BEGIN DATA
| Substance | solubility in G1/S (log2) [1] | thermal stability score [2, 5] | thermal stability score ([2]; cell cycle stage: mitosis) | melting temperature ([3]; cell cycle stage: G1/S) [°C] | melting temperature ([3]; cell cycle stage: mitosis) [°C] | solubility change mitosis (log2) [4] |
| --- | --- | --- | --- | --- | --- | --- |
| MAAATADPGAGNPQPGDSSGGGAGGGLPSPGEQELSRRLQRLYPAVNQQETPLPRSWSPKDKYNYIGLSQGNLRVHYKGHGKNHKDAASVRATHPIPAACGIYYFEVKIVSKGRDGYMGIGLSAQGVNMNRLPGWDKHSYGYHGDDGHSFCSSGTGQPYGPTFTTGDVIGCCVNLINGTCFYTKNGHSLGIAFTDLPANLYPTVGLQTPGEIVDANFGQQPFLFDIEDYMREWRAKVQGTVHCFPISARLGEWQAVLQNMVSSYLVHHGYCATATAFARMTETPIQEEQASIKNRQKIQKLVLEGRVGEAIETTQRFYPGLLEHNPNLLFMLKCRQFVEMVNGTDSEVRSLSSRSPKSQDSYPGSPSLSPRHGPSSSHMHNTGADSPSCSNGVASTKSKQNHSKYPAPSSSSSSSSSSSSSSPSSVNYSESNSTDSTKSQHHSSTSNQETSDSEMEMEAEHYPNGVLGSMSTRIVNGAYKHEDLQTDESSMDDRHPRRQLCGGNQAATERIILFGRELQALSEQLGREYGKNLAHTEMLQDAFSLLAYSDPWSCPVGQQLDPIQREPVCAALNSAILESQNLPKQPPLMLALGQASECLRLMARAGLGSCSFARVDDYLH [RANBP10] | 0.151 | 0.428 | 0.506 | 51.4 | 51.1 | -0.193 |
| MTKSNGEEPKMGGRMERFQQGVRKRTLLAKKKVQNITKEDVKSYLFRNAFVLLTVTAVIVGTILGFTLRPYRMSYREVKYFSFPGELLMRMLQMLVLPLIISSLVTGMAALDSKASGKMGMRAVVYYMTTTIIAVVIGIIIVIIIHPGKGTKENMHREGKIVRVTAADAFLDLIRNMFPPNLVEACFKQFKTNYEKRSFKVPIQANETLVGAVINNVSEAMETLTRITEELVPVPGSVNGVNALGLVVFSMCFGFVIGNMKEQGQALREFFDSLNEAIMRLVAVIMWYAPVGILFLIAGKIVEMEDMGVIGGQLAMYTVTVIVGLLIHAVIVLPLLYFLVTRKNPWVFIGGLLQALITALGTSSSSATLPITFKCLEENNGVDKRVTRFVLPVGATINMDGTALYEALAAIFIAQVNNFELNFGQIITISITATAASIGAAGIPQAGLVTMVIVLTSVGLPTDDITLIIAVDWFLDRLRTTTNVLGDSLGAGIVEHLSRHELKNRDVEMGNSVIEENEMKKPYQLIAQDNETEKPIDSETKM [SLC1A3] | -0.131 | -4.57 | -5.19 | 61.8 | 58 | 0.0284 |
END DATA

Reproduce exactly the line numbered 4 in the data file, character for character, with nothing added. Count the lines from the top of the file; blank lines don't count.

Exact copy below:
| MTKSNGEEPKMGGRMERFQQGVRKRTLLAKKKVQNITKEDVKSYLFRNAFVLLTVTAVIVGTILGFTLRPYRMSYREVKYFSFPGELLMRMLQMLVLPLIISSLVTGMAALDSKASGKMGMRAVVYYMTTTIIAVVIGIIIVIIIHPGKGTKENMHREGKIVRVTAADAFLDLIRNMFPPNLVEACFKQFKTNYEKRSFKVPIQANETLVGAVINNVSEAMETLTRITEELVPVPGSVNGVNALGLVVFSMCFGFVIGNMKEQGQALREFFDSLNEAIMRLVAVIMWYAPVGILFLIAGKIVEMEDMGVIGGQLAMYTVTVIVGLLIHAVIVLPLLYFLVTRKNPWVFIGGLLQALITALGTSSSSATLPITFKCLEENNGVDKRVTRFVLPVGATINMDGTALYEALAAIFIAQVNNFELNFGQIITISITATAASIGAAGIPQAGLVTMVIVLTSVGLPTDDITLIIAVDWFLDRLRTTTNVLGDSLGAGIVEHLSRHELKNRDVEMGNSVIEENEMKKPYQLIAQDNETEKPIDSETKM [SLC1A3] | -0.131 | -4.57 | -5.19 | 61.8 | 58 | 0.0284 |